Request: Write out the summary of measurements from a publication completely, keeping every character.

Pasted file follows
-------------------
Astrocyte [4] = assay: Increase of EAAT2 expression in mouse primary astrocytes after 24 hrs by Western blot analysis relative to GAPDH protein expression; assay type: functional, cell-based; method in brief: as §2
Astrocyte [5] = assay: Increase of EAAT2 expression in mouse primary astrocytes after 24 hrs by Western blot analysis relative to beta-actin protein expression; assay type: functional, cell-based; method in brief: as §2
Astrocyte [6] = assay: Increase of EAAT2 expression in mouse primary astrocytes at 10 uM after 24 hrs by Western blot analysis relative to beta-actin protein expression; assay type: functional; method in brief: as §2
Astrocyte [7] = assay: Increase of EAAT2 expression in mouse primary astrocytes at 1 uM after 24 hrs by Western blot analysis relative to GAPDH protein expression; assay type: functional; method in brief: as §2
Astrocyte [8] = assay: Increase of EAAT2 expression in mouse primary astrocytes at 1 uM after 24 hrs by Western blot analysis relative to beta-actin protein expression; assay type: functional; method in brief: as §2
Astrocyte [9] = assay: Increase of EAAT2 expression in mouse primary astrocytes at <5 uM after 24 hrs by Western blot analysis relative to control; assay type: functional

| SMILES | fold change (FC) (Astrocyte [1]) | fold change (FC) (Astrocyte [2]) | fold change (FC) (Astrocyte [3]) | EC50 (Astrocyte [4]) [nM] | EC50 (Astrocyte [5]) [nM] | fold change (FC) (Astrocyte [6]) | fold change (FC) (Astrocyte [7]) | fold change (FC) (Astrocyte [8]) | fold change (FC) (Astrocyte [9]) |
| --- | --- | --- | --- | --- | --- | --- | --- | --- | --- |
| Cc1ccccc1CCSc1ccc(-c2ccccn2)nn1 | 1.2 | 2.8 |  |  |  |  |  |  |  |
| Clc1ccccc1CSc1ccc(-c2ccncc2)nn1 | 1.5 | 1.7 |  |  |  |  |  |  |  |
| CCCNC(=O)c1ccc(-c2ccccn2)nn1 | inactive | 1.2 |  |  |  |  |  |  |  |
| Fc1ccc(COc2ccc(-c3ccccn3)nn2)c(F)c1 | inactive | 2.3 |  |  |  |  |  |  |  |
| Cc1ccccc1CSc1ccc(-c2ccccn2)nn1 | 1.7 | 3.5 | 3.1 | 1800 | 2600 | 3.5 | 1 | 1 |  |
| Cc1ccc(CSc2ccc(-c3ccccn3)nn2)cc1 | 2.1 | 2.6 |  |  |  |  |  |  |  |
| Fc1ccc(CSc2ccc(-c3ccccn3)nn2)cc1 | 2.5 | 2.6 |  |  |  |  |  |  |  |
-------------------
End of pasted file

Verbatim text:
Astrocyte [4] = assay: Increase of EAAT2 expression in mouse primary astrocytes after 24 hrs by Western blot analysis relative to GAPDH protein expression; assay type: functional, cell-based; method in brief: as §2
Astrocyte [5] = assay: Increase of EAAT2 expression in mouse primary astrocytes after 24 hrs by Western blot analysis relative to beta-actin protein expression; assay type: functional, cell-based; method in brief: as §2
Astrocyte [6] = assay: Increase of EAAT2 expression in mouse primary astrocytes at 10 uM after 24 hrs by Western blot analysis relative to beta-actin protein expression; assay type: functional; method in brief: as §2
Astrocyte [7] = assay: Increase of EAAT2 expression in mouse primary astrocytes at 1 uM after 24 hrs by Western blot analysis relative to GAPDH protein expression; assay type: functional; method in brief: as §2
Astrocyte [8] = assay: Increase of EAAT2 expression in mouse primary astrocytes at 1 uM after 24 hrs by Western blot analysis relative to beta-actin protein expression; assay type: functional; method in brief: as §2
Astrocyte [9] = assay: Increase of EAAT2 expression in mouse primary astrocytes at <5 uM after 24 hrs by Western blot analysis relative to control; assay type: functional

| SMILES | fold change (FC) (Astrocyte [1]) | fold change (FC) (Astrocyte [2]) | fold change (FC) (Astrocyte [3]) | EC50 (Astrocyte [4]) [nM] | EC50 (Astrocyte [5]) [nM] | fold change (FC) (Astrocyte [6]) | fold change (FC) (Astrocyte [7]) | fold change (FC) (Astrocyte [8]) | fold change (FC) (Astrocyte [9]) |
| --- | --- | --- | --- | --- | --- | --- | --- | --- | --- |
| Cc1ccccc1CCSc1ccc(-c2ccccn2)nn1 | 1.2 | 2.8 |  |  |  |  |  |  |  |
| Clc1ccccc1CSc1ccc(-c2ccncc2)nn1 | 1.5 | 1.7 |  |  |  |  |  |  |  |
| CCCNC(=O)c1ccc(-c2ccccn2)nn1 | inactive | 1.2 |  |  |  |  |  |  |  |
| Fc1ccc(COc2ccc(-c3ccccn3)nn2)c(F)c1 | inactive | 2.3 |  |  |  |  |  |  |  |
| Cc1ccccc1CSc1ccc(-c2ccccn2)nn1 | 1.7 | 3.5 | 3.1 | 1800 | 2600 | 3.5 | 1 | 1 |  |
| Cc1ccc(CSc2ccc(-c3ccccn3)nn2)cc1 | 2.1 | 2.6 |  |  |  |  |  |  |  |
| Fc1ccc(CSc2ccc(-c3ccccn3)nn2)cc1 | 2.5 | 2.6 |  |  |  |  |  |  |  |